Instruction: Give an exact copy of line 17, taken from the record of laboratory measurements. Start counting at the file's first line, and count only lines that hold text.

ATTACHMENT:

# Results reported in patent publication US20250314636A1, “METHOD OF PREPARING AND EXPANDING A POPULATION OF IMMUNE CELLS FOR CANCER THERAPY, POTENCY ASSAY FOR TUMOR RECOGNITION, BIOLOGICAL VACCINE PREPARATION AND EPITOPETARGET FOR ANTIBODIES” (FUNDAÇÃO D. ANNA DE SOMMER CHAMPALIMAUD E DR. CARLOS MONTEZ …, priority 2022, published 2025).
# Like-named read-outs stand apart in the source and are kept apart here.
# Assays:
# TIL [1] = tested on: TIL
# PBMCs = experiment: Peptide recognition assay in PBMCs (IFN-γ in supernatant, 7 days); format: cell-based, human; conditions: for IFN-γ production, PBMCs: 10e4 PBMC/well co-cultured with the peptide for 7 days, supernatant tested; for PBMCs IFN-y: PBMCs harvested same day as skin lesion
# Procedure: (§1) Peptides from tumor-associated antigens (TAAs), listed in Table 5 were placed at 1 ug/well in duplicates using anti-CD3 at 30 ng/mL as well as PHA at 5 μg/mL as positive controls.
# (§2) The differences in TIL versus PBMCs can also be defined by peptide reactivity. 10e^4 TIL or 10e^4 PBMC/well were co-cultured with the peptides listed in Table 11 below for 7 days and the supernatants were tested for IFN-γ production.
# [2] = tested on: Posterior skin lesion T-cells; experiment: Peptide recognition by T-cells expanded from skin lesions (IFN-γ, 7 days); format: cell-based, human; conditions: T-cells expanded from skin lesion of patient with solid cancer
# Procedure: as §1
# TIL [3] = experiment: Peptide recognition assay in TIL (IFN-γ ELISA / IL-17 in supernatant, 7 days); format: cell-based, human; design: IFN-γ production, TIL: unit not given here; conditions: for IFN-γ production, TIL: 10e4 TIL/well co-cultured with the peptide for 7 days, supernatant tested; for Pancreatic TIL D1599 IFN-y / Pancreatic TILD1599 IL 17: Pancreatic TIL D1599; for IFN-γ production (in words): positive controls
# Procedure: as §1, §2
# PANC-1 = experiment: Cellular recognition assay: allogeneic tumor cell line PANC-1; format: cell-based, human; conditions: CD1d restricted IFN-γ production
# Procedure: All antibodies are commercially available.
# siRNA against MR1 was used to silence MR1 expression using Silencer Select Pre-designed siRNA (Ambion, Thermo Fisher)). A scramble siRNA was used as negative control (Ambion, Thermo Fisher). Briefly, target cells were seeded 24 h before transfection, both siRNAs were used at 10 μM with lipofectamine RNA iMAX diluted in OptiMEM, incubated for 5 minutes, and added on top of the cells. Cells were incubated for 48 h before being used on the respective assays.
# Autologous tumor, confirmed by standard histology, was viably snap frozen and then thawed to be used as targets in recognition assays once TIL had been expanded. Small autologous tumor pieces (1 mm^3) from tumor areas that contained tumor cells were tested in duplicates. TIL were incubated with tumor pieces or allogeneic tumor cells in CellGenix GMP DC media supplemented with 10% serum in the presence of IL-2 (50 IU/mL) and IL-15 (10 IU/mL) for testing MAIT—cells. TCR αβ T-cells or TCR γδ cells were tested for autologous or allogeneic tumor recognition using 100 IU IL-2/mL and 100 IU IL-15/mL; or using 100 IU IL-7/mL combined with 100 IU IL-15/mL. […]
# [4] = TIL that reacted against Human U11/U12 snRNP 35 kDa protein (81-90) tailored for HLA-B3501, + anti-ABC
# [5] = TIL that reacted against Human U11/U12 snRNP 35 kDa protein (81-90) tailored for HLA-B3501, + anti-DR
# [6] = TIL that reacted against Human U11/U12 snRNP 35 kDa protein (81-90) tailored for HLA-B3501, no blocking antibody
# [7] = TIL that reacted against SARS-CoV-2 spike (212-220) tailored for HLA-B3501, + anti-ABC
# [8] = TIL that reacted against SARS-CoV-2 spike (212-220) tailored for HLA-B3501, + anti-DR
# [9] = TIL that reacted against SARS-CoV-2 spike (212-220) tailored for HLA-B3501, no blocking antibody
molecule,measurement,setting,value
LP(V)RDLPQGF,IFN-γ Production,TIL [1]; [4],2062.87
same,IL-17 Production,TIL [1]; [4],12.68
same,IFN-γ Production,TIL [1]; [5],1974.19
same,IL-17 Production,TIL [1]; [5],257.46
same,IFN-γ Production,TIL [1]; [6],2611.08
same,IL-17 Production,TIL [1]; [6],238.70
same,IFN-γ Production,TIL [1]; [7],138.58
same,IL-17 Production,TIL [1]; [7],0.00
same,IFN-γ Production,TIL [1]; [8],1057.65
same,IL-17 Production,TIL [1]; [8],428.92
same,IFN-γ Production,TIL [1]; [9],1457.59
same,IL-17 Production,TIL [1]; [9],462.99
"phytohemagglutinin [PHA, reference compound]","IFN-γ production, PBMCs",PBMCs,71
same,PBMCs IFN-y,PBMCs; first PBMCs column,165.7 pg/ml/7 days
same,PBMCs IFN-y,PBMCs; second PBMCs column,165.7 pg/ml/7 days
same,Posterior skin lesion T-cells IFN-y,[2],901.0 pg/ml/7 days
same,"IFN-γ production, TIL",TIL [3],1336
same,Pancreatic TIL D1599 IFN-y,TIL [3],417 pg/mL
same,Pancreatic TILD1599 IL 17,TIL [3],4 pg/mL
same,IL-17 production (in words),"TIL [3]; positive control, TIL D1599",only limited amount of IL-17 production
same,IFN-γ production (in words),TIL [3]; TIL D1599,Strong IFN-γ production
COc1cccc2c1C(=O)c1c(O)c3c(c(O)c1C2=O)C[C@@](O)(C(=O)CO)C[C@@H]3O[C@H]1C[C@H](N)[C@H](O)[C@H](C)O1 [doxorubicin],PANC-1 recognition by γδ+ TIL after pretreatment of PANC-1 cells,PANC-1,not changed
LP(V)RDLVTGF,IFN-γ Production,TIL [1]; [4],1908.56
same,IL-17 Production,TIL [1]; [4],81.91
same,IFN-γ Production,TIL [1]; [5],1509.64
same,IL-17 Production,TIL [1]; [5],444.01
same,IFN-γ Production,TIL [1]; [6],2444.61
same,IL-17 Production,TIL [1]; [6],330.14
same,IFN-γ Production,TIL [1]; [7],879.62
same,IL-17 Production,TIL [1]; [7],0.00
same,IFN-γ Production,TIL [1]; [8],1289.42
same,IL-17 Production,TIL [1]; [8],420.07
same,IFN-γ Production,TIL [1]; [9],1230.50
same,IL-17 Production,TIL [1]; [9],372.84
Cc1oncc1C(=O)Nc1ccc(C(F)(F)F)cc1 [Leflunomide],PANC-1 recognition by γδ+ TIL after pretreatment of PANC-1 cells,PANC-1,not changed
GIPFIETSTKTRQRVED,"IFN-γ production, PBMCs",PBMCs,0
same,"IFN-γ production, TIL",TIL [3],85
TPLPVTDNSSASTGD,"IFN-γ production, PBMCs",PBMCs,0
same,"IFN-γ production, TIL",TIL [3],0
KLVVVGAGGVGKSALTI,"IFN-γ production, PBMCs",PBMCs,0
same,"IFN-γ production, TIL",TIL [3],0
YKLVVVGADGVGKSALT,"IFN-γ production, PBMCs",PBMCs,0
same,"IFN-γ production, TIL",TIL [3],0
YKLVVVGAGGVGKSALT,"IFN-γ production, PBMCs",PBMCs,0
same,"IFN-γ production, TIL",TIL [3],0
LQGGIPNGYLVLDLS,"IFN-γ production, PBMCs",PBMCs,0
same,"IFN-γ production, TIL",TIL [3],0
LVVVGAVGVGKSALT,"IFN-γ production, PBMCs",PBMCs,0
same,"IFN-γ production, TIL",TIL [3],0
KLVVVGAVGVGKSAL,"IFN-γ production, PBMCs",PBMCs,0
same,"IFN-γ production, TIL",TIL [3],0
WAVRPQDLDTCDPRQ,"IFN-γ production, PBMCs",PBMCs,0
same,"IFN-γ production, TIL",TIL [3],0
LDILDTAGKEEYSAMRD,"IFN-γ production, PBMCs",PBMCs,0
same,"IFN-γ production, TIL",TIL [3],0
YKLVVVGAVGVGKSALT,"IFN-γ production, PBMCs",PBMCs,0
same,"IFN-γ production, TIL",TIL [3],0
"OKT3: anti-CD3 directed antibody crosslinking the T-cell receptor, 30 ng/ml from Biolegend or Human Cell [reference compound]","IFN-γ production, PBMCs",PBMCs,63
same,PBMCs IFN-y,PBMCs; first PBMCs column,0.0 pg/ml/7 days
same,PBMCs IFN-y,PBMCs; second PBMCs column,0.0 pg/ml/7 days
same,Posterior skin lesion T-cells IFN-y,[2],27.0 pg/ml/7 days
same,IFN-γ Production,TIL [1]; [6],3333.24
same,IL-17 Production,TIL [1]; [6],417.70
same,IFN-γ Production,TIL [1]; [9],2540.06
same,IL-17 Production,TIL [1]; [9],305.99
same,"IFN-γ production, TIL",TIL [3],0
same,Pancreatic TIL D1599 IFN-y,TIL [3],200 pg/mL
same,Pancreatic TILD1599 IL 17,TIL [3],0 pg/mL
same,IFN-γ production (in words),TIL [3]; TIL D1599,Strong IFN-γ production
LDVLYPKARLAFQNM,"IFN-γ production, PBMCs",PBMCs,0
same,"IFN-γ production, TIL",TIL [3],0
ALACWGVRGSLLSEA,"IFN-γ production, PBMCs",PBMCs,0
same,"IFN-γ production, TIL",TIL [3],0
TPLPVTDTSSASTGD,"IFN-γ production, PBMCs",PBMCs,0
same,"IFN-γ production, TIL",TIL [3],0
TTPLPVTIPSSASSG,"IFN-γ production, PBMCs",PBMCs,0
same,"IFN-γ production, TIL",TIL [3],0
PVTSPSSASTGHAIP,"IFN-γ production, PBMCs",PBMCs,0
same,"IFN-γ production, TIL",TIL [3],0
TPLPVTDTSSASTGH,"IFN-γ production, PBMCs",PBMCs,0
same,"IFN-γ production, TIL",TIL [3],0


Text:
# [5] = TIL that reacted against Human U11/U12 snRNP 35 kDa protein (81-90) tailored for HLA-B3501, + anti-DR